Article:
Alfie Evans

Folks, have you heard about Alfie Evans? What a horrible story. For the first time in my life, I feel good about Pope Francis who is trying to help save Alfie.

Moved by the prayers and immense solidarity shown little Alfie Evans, I renew my appeal that the suffering of his parents may be heard and that their desire to seek new forms of treatment may be granted.

— Pope Francis (@Pontifex) April 23, 2018

I hope the British courts listen to the Pope and everybody else who is begging for Alfie’s life and let him go.

God. That it should come to this. Where are the disability rights advocates? This is monstrous.

Book Notes: T.C. Boyle’s The Tortilla Curtain

Everybody here knows what I do and understands how much it tinges my perception of the Hispanic people. I feel warm and fuzzy when I simply just hear the word “Mexican.”

I understand, though, that nobody is required to share my feelings. Cultural differences exist and people can feel wary or anxious about those who are different. The day before I had to take my first class in Latin American culture, I threw a fit because I suspected there would be Hispanic women there, and I was terrified of them before ever meeting a single one. And then I started hanging out with Hispanic women to learn Spanish and discovered these were my favorite people in the world.

So what I suggest when you are bothered by a culture is to spend some time in a friendly interaction with people whose culture you find threatening or icky. You might completely change your mind. Or not, you never know. But it makes sense to try.

This suggestion, of course, only pertains to reasonable, mentally healthy folks and not obsessed paranoiacs like T.C. Boyle. God, this fellow hates Mexicans with the power of a million fiery suns. His Mexican characters are not only “rapists and murderers” – which they are – but they also burn down half of California and destroy a beautiful library of 6,000 volumes. The metaphor couldn’t be clearer: Mexicans are so uncivilized that they destroy knowledge, culture and beauty.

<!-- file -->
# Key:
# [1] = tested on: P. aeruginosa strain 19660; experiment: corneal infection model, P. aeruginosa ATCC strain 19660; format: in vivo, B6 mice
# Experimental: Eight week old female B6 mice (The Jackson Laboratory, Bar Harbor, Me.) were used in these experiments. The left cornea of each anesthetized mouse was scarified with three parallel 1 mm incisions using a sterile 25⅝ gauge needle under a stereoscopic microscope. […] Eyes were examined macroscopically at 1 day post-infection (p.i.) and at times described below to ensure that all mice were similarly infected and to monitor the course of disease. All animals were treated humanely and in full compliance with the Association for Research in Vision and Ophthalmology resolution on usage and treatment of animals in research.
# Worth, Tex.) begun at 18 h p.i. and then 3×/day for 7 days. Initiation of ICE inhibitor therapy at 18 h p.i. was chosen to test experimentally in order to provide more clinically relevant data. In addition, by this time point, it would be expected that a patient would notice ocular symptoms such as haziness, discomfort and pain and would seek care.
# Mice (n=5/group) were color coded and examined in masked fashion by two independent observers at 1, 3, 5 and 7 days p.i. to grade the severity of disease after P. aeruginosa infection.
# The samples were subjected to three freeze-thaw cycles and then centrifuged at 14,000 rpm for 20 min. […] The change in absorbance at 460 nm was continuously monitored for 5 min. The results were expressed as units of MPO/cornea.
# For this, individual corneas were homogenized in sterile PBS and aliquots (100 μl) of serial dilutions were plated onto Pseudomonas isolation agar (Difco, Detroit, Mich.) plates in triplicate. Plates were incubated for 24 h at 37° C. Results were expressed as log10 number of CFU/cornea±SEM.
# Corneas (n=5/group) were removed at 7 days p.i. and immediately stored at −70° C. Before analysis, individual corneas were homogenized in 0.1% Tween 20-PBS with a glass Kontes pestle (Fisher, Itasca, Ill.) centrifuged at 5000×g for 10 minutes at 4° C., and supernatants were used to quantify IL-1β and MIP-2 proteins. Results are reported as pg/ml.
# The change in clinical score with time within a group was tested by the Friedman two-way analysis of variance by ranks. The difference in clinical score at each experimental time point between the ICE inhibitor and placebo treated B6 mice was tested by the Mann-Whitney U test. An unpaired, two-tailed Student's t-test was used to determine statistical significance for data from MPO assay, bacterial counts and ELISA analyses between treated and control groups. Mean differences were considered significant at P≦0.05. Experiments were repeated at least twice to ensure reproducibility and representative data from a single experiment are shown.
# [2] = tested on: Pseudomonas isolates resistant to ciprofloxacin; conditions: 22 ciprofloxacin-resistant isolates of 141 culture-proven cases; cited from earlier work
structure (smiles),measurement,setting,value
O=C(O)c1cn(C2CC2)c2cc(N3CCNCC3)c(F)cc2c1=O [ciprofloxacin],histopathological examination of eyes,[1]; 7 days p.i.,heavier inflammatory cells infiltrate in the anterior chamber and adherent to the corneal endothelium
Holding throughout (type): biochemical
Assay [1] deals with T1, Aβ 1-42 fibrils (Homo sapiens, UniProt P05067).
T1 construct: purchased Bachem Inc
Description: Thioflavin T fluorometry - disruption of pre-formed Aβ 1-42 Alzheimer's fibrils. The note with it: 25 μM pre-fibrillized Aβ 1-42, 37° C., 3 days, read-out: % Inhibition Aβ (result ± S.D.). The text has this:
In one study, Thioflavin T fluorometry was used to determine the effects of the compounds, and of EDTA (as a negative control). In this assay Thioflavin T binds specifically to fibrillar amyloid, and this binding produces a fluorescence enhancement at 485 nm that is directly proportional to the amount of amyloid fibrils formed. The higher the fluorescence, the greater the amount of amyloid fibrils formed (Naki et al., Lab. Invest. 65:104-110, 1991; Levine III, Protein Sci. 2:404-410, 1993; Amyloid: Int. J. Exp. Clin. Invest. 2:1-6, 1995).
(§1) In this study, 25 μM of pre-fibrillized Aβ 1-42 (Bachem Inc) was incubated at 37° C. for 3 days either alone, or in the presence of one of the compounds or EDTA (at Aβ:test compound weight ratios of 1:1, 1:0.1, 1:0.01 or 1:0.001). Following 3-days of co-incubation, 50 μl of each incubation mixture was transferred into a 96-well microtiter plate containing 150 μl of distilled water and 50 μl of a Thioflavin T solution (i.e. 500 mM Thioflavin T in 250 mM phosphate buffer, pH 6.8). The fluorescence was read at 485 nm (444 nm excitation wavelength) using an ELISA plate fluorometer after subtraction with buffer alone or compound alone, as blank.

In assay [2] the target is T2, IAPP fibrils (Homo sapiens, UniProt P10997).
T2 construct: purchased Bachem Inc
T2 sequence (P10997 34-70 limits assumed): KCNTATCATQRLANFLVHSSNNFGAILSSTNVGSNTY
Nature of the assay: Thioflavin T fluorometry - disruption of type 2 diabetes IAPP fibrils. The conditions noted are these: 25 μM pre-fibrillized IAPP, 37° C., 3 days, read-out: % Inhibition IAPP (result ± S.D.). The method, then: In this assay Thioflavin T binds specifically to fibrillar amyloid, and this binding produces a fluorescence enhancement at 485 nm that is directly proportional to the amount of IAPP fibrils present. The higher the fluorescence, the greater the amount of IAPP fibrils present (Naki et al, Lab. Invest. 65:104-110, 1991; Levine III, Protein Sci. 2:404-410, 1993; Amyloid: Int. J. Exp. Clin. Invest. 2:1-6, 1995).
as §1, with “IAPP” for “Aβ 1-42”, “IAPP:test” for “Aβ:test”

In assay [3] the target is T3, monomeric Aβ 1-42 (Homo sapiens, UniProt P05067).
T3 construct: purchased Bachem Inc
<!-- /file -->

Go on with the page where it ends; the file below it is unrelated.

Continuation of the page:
They also kill a cat. Like in, they cook it and eat it. A little boy’s pet cat. And it’s a really nice cat, too. If even I, a person who is indifferent to cats, felt a pang when she was killed and eaten by Mexicans, that means the cat was portrayed in the novel as a really nice, friendly animal who didn’t deserve this fate.

And then they eat more pet cats.

I can only conclude that the author is obviously mentally unwell because his hatred of Mexicans makes Trump look like a passionate admirer of the Mexican culture. Again, I’m very willing to recognize the million and one problems of the Mexican culture. But it’s simply crazy to present the Mexican people as these irredeemable, useless, stupid folks who destroy everything they touch. And eat cats after doing it.

The novel’s parallel story of clueless American liberals I’m not even discussing because it’s been done a bizillion times in US literature and I’m so over it.

Reading this book was a powerful experience because it isn’t often that you encounter such raw, pulsating hatred spewed out with unflagging intensity over 449 pages. I’m very opposed to teaching this book in high school because the literary quality is nil and kids this age are not equipped to resist a text of such great intensity and such a simplistic worldview.

Once again, thank you, reader el, for giving me a copy. I’m very glad I read this book.

No Need to Worry

Klara: You don’t have makeup today, Mommy.

Me: I have some makeup on my face. Just a little bit.

Klara (in a comforting voice): It’s ok, Mommy, don’t worry. We can wash it off with water.


Me: Look, there’s a squirrel.

Klara: Squirrels eat acorns. I don’t eat acorns because I’m not a squirrel. I’m a little girl. If I eat acorns, my tummy hurts, I throw up and Mommy has to clean my bed. I get sick, and I can’t go to school or to the park. I eat food. I can’t eat acorns, Mommy.

I’m sure I offered her this information in bits and pieces but it blows my mind that she could synthesize them into this long and complex narrative. I teach adults who can’t do that.